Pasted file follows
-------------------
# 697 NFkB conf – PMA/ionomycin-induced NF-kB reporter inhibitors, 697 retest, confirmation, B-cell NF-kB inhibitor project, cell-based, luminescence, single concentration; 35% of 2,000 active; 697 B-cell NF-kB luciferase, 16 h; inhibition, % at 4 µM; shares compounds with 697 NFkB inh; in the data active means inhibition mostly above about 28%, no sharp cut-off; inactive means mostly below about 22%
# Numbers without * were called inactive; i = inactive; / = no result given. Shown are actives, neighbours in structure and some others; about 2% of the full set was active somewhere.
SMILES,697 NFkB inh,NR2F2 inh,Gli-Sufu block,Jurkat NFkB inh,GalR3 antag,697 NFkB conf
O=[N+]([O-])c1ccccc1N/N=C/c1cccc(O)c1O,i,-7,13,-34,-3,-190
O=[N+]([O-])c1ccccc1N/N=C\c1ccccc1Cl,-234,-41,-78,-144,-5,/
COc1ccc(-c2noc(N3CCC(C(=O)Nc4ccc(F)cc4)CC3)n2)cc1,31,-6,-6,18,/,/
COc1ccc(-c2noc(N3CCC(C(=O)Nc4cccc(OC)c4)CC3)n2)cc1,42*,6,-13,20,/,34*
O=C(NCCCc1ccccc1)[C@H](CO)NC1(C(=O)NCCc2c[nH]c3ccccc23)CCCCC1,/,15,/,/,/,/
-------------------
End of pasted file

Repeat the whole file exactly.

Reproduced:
# 697 NFkB conf – PMA/ionomycin-induced NF-kB reporter inhibitors, 697 retest, confirmation, B-cell NF-kB inhibitor project, cell-based, luminescence, single concentration; 35% of 2,000 active; 697 B-cell NF-kB luciferase, 16 h; inhibition, % at 4 µM; shares compounds with 697 NFkB inh; in the data active means inhibition mostly above about 28%, no sharp cut-off; inactive means mostly below about 22%
# Numbers without * were called inactive; i = inactive; / = no result given. Shown are actives, neighbours in structure and some others; about 2% of the full set was active somewhere.
SMILES,697 NFkB inh,NR2F2 inh,Gli-Sufu block,Jurkat NFkB inh,GalR3 antag,697 NFkB conf
O=[N+]([O-])c1ccccc1N/N=C/c1cccc(O)c1O,i,-7,13,-34,-3,-190
O=[N+]([O-])c1ccccc1N/N=C\c1ccccc1Cl,-234,-41,-78,-144,-5,/
COc1ccc(-c2noc(N3CCC(C(=O)Nc4ccc(F)cc4)CC3)n2)cc1,31,-6,-6,18,/,/
COc1ccc(-c2noc(N3CCC(C(=O)Nc4cccc(OC)c4)CC3)n2)cc1,42*,6,-13,20,/,34*
O=C(NCCCc1ccccc1)[C@H](CO)NC1(C(=O)NCCc2c[nH]c3ccccc23)CCCCC1,/,15,/,/,/,/